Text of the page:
Working Time Analysts grew out of experience gained during a number of Oxford based research projects.

For instance, a major Anglo-German study conducted in the mid-1970’s investigating the adjustments that would be required following a reduction in the length of the effective working year. That is, the combined impact of a reduction in the length of the normal basic week from, say, 40hrs to 35hrs; and an increase in annual holiday entitlements from three, to five or more, weeks.

This research showed that a substantial reduction in the effective working year would have a significant impact on all types of shift system; continuous shift systems in particular. In view of this, attention was focused on the various ways in which shift systems could be adapted to ensure that production levels were maintained. Subsequent research projects extended the field of study to all patterns of working time, and the associated terms and conditions of employment.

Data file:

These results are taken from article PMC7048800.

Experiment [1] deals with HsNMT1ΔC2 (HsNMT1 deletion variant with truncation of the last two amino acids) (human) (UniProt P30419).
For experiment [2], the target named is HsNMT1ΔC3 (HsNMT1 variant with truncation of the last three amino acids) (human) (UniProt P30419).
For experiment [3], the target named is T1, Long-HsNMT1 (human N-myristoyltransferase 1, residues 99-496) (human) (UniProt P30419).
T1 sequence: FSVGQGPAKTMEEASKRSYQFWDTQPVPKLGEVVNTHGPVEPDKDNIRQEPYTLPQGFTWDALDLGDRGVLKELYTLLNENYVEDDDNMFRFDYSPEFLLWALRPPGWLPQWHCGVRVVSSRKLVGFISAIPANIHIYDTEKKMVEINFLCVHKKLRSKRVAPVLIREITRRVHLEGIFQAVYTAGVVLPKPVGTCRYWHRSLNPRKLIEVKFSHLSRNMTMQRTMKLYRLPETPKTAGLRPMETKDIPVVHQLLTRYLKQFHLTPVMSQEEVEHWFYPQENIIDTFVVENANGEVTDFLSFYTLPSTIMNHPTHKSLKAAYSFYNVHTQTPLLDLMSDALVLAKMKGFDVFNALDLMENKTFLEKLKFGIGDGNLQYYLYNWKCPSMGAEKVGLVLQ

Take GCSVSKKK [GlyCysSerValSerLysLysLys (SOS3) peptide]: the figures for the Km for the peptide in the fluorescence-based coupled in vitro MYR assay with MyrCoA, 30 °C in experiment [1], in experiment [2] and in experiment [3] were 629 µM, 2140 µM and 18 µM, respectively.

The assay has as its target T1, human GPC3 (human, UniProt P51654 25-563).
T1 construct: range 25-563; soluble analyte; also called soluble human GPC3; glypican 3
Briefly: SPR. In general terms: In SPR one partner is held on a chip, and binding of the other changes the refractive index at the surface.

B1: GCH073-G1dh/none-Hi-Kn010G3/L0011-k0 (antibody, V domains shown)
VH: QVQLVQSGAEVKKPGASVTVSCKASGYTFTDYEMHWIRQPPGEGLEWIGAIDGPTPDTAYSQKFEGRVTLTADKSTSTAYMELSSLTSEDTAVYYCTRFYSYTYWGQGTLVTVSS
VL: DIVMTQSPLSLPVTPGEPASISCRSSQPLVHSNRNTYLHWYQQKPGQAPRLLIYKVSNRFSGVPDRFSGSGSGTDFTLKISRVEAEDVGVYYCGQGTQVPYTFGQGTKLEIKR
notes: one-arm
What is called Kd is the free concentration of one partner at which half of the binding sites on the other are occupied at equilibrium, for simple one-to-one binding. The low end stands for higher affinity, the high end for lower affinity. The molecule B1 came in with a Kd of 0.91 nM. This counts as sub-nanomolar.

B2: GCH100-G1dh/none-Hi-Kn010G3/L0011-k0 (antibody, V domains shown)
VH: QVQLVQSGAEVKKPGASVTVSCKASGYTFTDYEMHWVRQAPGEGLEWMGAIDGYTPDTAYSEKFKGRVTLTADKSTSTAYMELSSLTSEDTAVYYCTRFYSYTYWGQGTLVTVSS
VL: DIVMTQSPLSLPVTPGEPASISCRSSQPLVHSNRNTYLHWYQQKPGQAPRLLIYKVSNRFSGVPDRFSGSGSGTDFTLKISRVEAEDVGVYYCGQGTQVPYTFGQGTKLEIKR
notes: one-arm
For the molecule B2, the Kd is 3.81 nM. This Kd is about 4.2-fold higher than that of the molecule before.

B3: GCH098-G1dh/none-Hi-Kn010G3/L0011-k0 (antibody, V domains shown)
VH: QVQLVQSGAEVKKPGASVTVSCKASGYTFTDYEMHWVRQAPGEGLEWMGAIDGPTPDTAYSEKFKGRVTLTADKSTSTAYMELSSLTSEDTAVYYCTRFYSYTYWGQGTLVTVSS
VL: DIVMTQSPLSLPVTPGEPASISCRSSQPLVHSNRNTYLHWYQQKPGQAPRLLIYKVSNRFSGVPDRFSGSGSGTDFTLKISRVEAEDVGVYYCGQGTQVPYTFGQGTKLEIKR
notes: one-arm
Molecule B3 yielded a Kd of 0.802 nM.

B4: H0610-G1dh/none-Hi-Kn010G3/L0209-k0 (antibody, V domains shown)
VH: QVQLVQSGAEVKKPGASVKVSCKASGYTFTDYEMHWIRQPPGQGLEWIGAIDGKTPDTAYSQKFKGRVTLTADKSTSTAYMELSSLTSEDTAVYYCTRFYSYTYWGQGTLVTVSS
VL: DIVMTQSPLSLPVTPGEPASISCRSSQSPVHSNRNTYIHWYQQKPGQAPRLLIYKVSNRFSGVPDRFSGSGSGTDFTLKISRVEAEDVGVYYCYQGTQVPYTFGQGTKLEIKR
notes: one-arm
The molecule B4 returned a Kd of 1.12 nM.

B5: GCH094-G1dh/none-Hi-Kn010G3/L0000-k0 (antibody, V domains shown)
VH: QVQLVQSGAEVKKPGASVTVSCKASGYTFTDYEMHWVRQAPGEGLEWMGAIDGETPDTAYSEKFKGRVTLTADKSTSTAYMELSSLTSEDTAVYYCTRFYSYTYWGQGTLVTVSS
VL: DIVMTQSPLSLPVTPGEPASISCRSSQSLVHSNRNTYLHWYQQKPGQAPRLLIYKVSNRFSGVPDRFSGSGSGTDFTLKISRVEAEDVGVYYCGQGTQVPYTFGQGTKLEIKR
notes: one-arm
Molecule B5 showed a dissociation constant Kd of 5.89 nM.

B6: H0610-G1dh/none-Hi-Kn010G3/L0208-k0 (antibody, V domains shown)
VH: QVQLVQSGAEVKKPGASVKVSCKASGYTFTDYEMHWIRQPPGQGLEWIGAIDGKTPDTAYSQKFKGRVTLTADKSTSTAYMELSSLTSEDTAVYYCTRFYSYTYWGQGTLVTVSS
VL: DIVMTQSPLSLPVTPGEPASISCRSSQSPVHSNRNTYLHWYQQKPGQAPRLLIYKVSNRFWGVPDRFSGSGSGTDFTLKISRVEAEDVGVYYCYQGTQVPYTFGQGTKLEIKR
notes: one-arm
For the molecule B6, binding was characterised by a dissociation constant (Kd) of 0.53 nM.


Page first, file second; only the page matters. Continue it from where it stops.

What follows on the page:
In a similar fashion, Job Evaluation and Equal Pay issues grew out of various research projects on the impact of incomes policy during the 1970’s.  Also, work undertaken for the Equal Opportunities Commission on the validity of Job Evaluation Schemes as a defence to Equal Value Pay Claims, the drafting of reports on the vulnerability to such Claims to the taint of Sex Discrimination and the provision of advice at Tribunal Cases. Both as an Independent and as a Partisan Expert.